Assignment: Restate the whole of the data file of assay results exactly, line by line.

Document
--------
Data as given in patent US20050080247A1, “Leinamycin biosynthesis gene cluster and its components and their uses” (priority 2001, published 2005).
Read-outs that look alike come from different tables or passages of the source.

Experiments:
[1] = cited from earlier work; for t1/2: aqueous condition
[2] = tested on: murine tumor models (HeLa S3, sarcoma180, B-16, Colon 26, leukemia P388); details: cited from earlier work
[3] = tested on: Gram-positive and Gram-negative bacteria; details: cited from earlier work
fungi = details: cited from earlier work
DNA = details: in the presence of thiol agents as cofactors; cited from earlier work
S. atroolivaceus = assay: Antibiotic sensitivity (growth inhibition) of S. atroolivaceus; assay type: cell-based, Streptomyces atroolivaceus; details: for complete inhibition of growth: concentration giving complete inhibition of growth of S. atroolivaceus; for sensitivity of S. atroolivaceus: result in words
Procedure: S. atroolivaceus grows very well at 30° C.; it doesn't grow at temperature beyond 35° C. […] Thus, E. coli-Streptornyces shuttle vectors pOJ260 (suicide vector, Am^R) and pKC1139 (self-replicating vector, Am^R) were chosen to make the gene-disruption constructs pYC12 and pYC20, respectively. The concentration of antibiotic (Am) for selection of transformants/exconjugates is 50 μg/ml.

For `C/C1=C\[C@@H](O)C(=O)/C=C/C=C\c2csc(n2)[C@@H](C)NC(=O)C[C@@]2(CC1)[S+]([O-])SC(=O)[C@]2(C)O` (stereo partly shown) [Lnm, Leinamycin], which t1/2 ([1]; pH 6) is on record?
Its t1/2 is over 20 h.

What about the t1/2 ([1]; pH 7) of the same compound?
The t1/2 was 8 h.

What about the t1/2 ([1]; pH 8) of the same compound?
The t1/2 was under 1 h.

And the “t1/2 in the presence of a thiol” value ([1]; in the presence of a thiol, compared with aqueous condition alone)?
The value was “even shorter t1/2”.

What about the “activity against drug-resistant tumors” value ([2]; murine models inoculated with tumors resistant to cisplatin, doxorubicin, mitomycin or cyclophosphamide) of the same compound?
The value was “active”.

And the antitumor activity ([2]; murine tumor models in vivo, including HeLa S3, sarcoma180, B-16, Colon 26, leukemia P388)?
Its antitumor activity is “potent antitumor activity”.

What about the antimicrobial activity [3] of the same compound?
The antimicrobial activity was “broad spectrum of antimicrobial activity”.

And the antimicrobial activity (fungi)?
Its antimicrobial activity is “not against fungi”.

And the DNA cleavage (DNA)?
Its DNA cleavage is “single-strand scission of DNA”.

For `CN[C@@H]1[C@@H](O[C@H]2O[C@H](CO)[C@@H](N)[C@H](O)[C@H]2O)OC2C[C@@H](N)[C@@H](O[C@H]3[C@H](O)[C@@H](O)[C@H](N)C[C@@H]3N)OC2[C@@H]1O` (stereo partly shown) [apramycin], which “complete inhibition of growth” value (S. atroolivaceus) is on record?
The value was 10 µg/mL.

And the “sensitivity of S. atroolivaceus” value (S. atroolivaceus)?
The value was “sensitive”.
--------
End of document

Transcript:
Data as given in patent US20050080247A1, “Leinamycin biosynthesis gene cluster and its components and their uses” (priority 2001, published 2005).
Read-outs that look alike come from different tables or passages of the source.

Experiments:
[1] = cited from earlier work; for t1/2: aqueous condition
[2] = tested on: murine tumor models (HeLa S3, sarcoma180, B-16, Colon 26, leukemia P388); details: cited from earlier work
[3] = tested on: Gram-positive and Gram-negative bacteria; details: cited from earlier work
fungi = details: cited from earlier work
DNA = details: in the presence of thiol agents as cofactors; cited from earlier work
S. atroolivaceus = assay: Antibiotic sensitivity (growth inhibition) of S. atroolivaceus; assay type: cell-based, Streptomyces atroolivaceus; details: for complete inhibition of growth: concentration giving complete inhibition of growth of S. atroolivaceus; for sensitivity of S. atroolivaceus: result in words
Procedure: S. atroolivaceus grows very well at 30° C.; it doesn't grow at temperature beyond 35° C. […] Thus, E. coli-Streptornyces shuttle vectors pOJ260 (suicide vector, Am^R) and pKC1139 (self-replicating vector, Am^R) were chosen to make the gene-disruption constructs pYC12 and pYC20, respectively. The concentration of antibiotic (Am) for selection of transformants/exconjugates is 50 μg/ml.

For `C/C1=C\[C@@H](O)C(=O)/C=C/C=C\c2csc(n2)[C@@H](C)NC(=O)C[C@@]2(CC1)[S+]([O-])SC(=O)[C@]2(C)O` (stereo partly shown) [Lnm, Leinamycin], which t1/2 ([1]; pH 6) is on record?
Its t1/2 is over 20 h.

What about the t1/2 ([1]; pH 7) of the same compound?
The t1/2 was 8 h.

What about the t1/2 ([1]; pH 8) of the same compound?
The t1/2 was under 1 h.

And the “t1/2 in the presence of a thiol” value ([1]; in the presence of a thiol, compared with aqueous condition alone)?
The value was “even shorter t1/2”.

What about the “activity against drug-resistant tumors” value ([2]; murine models inoculated with tumors resistant to cisplatin, doxorubicin, mitomycin or cyclophosphamide) of the same compound?
The value was “active”.

And the antitumor activity ([2]; murine tumor models in vivo, including HeLa S3, sarcoma180, B-16, Colon 26, leukemia P388)?
Its antitumor activity is “potent antitumor activity”.

What about the antimicrobial activity [3] of the same compound?
The antimicrobial activity was “broad spectrum of antimicrobial activity”.

And the antimicrobial activity (fungi)?
Its antimicrobial activity is “not against fungi”.

And the DNA cleavage (DNA)?
Its DNA cleavage is “single-strand scission of DNA”.

For `CN[C@@H]1[C@@H](O[C@H]2O[C@H](CO)[C@@H](N)[C@H](O)[C@H]2O)OC2C[C@@H](N)[C@@H](O[C@H]3[C@H](O)[C@@H](O)[C@H](N)C[C@@H]3N)OC2[C@@H]1O` (stereo partly shown) [apramycin], which “complete inhibition of growth” value (S. atroolivaceus) is on record?
The value was 10 µg/mL.

And the “sensitivity of S. atroolivaceus” value (S. atroolivaceus)?
The value was “sensitive”.